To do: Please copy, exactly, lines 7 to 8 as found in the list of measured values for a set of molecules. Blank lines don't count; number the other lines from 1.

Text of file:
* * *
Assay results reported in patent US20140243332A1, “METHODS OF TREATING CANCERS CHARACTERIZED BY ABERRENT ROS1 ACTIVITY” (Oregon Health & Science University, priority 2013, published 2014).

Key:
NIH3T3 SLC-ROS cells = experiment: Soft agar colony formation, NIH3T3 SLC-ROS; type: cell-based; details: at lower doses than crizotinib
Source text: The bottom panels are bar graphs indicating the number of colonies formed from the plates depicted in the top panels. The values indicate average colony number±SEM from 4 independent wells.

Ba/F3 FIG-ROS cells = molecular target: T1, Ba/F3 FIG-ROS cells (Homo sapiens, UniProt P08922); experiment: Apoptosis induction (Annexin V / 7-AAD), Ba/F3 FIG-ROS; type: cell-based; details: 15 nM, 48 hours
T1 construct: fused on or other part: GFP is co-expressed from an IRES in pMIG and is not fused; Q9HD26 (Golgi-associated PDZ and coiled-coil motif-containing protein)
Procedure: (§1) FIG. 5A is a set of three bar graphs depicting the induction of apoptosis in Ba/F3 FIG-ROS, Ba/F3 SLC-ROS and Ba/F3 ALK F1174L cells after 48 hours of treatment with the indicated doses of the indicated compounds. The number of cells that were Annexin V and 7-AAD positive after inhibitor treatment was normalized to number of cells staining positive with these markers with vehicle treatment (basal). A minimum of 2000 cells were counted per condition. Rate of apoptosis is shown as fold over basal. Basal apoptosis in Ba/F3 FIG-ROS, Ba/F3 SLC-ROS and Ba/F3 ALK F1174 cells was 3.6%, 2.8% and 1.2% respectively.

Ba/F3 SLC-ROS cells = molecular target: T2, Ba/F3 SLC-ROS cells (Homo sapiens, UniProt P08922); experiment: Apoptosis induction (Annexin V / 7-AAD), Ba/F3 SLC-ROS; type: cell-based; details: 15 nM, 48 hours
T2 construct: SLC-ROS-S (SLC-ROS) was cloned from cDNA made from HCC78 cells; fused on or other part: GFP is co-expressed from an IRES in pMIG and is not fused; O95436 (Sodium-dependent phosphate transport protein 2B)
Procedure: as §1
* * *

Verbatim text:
Procedure: (§1) FIG. 5A is a set of three bar graphs depicting the induction of apoptosis in Ba/F3 FIG-ROS, Ba/F3 SLC-ROS and Ba/F3 ALK F1174L cells after 48 hours of treatment with the indicated doses of the indicated compounds. The number of cells that were Annexin V and 7-AAD positive after inhibitor treatment was normalized to number of cells staining positive with these markers with vehicle treatment (basal). A minimum of 2000 cells were counted per condition. Rate of apoptosis is shown as fold over basal. Basal apoptosis in Ba/F3 FIG-ROS, Ba/F3 SLC-ROS and Ba/F3 ALK F1174 cells was 3.6%, 2.8% and 1.2% respectively.

Ba/F3 SLC-ROS cells = molecular target: T2, Ba/F3 SLC-ROS cells (Homo sapiens, UniProt P08922); experiment: Apoptosis induction (Annexin V / 7-AAD), Ba/F3 SLC-ROS; type: cell-based; details: 15 nM, 48 hours